$$ \begin{aligned}[b] F'(t)\geqslant{}& \bigl(1-\lambda -\varepsilon \eta ^{\frac{m^{-}}{m^{-}-1}}\bigr)H ^{-\lambda }(t) \int _{\varOmega } \vert u_{t} \vert ^{m(x,t)}\,dx+\varepsilon \int _{ \varOmega }u^{2}_{t}\,dx\\ &{}+\varepsilon \int _{\varOmega } \vert u \vert ^{p(x,t)}\,dx -\varepsilon \delta (g\diamond \nabla u) (t)) \\ & {} -\varepsilon \biggl[1- \int _{0}^{t}g(s)\,ds+\frac{1}{4\delta } \int _{0}^{t}g(s)\,ds \biggr] \int _{\varOmega } \vert \nabla u \vert ^{2}\,dx\\ &{}- \frac{\varepsilon C_{2}C_{3}C^{ \lambda (m^{+}-1)+\frac{m^{+}}{p^{-}}-1}_{1}}{\eta ^{m^{-}}} \int _{ \varOmega } \vert u \vert ^{p(x,t)}\,dx. \end{aligned} $$

Utilizing the definition of \(H(t)\) and \(E(t)\), we get

$$\begin{aligned} \begin{aligned}[b] &\int _{\varOmega }\frac{1}{p(x,t)} \vert u \vert ^{p(x,t)}\,dx\\ &\quad =H(t)-E_{1}+\frac{1}{2} \biggl[ \Vert u_{t} \Vert _{2}^{2} +\biggl(1- \int _{0}^{t}g(s)\,ds\biggr) \int _{\varOmega } \bigl\vert \nabla u(t) \bigr\vert ^{2}\,dx+(g \diamond \nabla u) (t) \biggr]. \end{aligned} \end{aligned}$$

Inequality (15) and the definition of \(E_{1}\) show that the following inequality holds:

$$\begin{aligned} E_{1}\leqslant \frac{(p^{-}-2)\beta _{1}^{\frac{p^{-}}{2}}}{2\max \{ \beta _{2}^{\frac{p^{+}}{2}}, \beta _{2}^{\frac{p^{-}}{2}}\}} \int _{ \varOmega }\frac{1}{p(x,t)} \vert u \vert ^{p(x,t)}\,dx. \end{aligned}$$

Again choosing \(2<\theta <\frac{2p^{-}\max \{\beta _{2}^{ \frac{p^{+}}{2}},\beta _{2}^{\frac{p^{-}}{2}}\}}{2\max \{\beta _{2} ^{\frac{p^{+}}{2}}, \beta _{2}^{\frac{p^{-}}{2}}\}+(p^{-}-2)\beta _{1} ^{\frac{p^{-}}{2}}}<p^{-}\) and then applying (26)–(28), we have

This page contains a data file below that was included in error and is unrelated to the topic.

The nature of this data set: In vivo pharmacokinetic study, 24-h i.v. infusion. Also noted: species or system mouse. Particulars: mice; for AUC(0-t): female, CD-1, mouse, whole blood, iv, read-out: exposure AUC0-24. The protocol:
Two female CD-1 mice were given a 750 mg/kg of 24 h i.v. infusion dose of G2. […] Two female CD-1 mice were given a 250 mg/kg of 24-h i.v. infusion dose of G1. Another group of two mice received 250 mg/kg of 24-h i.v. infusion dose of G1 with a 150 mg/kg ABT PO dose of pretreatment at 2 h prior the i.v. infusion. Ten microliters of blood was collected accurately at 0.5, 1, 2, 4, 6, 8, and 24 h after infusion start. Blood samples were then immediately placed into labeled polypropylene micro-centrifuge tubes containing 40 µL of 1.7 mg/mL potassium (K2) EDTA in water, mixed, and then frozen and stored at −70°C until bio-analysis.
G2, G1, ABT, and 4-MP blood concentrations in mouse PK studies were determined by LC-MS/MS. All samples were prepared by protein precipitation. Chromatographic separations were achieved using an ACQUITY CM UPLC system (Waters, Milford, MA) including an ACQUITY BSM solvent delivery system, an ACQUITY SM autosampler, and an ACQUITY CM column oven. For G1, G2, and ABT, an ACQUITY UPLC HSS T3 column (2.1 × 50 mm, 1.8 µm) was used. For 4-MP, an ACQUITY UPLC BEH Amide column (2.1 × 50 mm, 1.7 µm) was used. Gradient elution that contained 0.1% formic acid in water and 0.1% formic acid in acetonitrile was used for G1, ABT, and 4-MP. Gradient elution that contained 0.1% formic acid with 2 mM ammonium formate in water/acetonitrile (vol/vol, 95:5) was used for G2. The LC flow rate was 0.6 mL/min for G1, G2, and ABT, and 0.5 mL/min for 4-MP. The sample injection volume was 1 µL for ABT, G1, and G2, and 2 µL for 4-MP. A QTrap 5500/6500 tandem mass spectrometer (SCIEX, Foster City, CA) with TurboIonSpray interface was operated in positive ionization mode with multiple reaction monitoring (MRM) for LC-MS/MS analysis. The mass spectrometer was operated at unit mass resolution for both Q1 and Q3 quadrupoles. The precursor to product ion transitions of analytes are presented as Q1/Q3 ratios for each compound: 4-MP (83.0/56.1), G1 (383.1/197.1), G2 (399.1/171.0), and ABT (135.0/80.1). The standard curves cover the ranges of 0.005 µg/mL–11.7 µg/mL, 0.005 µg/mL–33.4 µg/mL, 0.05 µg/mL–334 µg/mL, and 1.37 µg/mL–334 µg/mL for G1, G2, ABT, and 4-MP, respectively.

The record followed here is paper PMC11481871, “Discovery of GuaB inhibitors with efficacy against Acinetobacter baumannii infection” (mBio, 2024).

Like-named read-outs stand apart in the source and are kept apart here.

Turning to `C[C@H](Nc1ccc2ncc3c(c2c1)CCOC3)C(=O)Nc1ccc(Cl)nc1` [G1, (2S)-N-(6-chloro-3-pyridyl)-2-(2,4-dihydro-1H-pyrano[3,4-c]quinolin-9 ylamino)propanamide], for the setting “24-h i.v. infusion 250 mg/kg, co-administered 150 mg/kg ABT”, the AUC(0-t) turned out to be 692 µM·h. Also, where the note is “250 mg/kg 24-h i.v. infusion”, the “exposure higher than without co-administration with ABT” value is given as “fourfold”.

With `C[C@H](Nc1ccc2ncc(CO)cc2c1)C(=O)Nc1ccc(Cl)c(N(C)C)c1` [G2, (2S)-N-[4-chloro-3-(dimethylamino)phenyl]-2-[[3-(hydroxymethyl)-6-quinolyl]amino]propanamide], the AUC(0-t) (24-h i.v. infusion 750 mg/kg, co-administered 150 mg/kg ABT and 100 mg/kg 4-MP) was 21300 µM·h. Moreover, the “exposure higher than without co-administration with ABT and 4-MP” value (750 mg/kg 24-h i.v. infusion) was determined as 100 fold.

$$\begin{aligned} F'(t) \geqslant& \bigl[1-\lambda -\varepsilon \eta ^{ \frac{m^{-}}{m^{-}-1}} \bigr]H^{-\lambda }(t) \int _{\varOmega } \vert u_{t} \vert ^{m(x,t)}\,dx+ \varepsilon \biggl(1+\frac{\theta }{2}\biggr) \Vert u_{t} \Vert ^{2}_{2}+\varepsilon \theta H(t) \\ &{} +\varepsilon \biggl(\frac{\theta }{2}-\delta \biggr) (g\diamond \nabla u) (t)+ \varepsilon \biggl(\frac{\theta -2}{2}-\biggl(\frac{\theta -2}{2}+ \frac{1}{4 \delta }\biggr) \int _{0}^{\infty }g(s)\,ds \biggr) \bigl\Vert \nabla u(t) \bigr\Vert ^{2}_{2} \\ & {} +\varepsilon \biggl(p^{-}-\theta -\frac{p^{+} C_{2}C_{3}C^{\lambda (m ^{+}-1)+\frac{m^{+}}{p^{-}}-1}_{1}}{\eta ^{m^{-}}} \\ &{}- \frac{(p^{-}-2) \beta _{1}^{\frac{p^{-}}{2}}\theta }{2\max \{\beta _{2}^{ \frac{p^{+}}{2}}, \beta _{2}^{\frac{p^{-}}{2}}\}} \biggr) \int _{\varOmega } \frac{1}{p(x,t)} \vert u \vert ^{p(x,t)}. \end{aligned}$$

Choosing δ, η, ε such that